FIS Says Embedded Finance in ‘First Inning’ of Payments Evolution

“If the FinTech ‘revolution,’ post-financial crisis, is in its early innings, then embedded finance is in its first inning.”

Matthew Valente, head of product strategy at FIS, told PYMNTS in a recent interview that as traditional financial firms and FinTechs band together to offer everything from bank accounts to lending products to a broader audience across digital channels, we’re just scratching the surface.

Valente clarified the nuances between embedded finance and BaaS, where many observers might use the terms interchangeably. He described it like this: Banking-as-a-Service is the “enabler” of embedded finance, and embedded finance is the actual “experience” delivered to the individual consumer or corporate client.

And, as he noted, the banks are essential to enabling it all, as they’re the regulated entities that help non-banks (FinTechs, independent software vendors and PayFacs among them) offer deposit accounts, cards and embedded payments.

A Natural Evolution 

“We’re seeing an evolution of what embedded finance can do,” he added.

While Uber may stand out as one of the earlier examples of how to make payments a seamless part of the customer experience, Valente noted that retailers, restaurants and software platforms have been getting on board, too. Valente said that banks — especially the ones served by FIS — have become increasingly interested in providing BaaS.

For the banks, there’s the incentive and the desire to monetize deposits and debit interchange, to name but two revenue streams. The banks, he said, have been able to expose their offerings to new audiences with the aid of BaaS middleware layers and application programming interfaces (APIs) that can help third parties connect with the financial institutions’ (FIs) systems.

BaaS and embedded finance, he said, will continue to see growth despite the macro headwinds that are already in place. Most companies — large and small — are re-evaluating their investment agendas for the year ahead. But expanding financial services, payments and lending will be on those agendas because, as Valente put it, the demand is out there.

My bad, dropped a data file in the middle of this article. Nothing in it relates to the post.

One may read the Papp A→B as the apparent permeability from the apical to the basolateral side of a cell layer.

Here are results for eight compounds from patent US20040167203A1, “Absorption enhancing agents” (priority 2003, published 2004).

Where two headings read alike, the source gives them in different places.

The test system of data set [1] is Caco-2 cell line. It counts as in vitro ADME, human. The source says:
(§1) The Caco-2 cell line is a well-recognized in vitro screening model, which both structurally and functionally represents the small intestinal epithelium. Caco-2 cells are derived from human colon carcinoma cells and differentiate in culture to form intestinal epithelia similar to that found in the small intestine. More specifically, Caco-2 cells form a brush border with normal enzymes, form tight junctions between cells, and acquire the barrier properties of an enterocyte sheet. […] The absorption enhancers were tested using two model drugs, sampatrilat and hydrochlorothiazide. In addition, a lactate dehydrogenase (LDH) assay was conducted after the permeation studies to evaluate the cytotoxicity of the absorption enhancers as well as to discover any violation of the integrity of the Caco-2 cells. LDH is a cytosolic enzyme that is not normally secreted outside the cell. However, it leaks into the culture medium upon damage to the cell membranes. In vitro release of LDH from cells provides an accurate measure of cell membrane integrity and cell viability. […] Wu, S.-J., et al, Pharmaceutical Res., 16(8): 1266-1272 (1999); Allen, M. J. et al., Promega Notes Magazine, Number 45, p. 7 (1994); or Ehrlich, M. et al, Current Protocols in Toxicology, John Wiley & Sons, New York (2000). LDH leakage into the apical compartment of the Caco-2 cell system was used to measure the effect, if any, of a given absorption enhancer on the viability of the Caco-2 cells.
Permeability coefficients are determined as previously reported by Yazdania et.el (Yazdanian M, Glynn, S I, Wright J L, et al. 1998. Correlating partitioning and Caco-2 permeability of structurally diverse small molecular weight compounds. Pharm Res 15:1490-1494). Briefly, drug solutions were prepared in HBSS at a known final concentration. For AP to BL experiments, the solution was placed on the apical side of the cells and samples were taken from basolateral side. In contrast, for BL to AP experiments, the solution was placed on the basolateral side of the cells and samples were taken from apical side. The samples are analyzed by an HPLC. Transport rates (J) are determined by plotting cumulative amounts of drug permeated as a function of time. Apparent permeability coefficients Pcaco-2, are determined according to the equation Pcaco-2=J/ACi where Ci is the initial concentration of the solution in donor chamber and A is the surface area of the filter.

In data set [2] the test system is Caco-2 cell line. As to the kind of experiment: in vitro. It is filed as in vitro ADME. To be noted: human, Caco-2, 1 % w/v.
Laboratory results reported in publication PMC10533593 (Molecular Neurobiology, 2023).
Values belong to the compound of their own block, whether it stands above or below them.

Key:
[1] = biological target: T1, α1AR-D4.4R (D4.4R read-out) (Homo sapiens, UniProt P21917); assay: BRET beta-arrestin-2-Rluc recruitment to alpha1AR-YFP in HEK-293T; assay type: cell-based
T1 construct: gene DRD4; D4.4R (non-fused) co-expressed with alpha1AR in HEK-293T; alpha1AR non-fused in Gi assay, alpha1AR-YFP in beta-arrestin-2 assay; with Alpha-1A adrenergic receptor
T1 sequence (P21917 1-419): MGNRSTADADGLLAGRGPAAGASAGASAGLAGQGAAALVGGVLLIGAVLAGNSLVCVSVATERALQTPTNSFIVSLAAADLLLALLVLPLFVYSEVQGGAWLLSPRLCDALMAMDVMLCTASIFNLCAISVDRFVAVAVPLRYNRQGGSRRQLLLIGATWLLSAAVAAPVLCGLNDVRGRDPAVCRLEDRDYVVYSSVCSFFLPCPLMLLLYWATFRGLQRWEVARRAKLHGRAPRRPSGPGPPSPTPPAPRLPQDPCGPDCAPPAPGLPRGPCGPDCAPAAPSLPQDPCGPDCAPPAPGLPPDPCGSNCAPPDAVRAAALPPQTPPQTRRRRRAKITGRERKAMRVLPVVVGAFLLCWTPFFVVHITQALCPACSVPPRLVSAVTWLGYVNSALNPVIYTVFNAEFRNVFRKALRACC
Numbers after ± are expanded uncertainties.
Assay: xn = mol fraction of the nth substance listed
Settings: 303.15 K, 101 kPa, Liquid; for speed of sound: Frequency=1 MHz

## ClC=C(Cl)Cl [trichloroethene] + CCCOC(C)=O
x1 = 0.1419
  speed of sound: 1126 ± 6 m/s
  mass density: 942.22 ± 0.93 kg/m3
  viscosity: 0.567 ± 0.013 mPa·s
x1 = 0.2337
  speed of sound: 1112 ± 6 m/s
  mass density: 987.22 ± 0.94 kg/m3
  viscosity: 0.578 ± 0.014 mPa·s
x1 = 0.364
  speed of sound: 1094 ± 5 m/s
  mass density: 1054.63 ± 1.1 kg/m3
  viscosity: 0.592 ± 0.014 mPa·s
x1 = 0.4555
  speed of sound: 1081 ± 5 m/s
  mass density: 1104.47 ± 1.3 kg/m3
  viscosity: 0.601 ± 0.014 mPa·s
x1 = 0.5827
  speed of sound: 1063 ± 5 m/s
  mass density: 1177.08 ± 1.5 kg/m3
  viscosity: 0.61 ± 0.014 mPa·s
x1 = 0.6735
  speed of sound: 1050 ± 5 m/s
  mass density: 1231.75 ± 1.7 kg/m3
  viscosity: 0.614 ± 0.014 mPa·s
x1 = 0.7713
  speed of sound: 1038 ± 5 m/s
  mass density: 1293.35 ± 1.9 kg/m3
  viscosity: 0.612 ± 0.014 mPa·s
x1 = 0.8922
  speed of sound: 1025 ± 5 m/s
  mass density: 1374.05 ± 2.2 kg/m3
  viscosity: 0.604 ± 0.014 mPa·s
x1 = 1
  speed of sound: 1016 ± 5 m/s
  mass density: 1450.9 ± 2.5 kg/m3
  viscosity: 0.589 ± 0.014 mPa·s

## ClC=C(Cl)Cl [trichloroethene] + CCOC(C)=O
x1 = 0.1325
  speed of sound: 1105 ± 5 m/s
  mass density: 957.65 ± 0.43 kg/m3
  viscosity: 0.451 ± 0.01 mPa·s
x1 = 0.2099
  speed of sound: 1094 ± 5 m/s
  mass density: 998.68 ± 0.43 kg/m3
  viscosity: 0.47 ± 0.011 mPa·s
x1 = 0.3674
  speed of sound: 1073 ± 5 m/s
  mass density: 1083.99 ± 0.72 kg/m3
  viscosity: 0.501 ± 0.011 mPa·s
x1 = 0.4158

Valente said that building banking offerings into a slew of new use cases will be easier as FIs and FinTechs team together to pool resources and expertise and “shore up” KYC and AML (critically important in cross-border payments) considerations as they come to market.

“2023 is going to be a year of rigor around KYC,” he told PYMNTS.

There’s particular potential in transforming B2B, he said.

“What we’re seeing is that even in the larger bank space — in the B2B, middle market corporate payment space — this is a growth accelerator for them,” Valente told PYMNTS.

Embedding that payment experience directly within a corporate client system such as NetSuite or SAP, he said, can transform accounts payable function and cash management, too.

“The B2B opportunity is incredibly attractive,” Valente noted.

The corporate clients, he said, benefit from a reduced burden on treasury and other back-office teams and allow those employees to focus more on long-term strategy.

Looking ahead, he said that banks would continue to revolutionize and modernize B2B by offering lending products and dynamic discounting to enterprises, which will improve supply chain dynamics.

“There’s also the opportunity to bring in some new payment types,” he said of the banks and the FinTech providers, “and new payment methods, including real-time payments, and layer it all on top of the things that banks do very well.”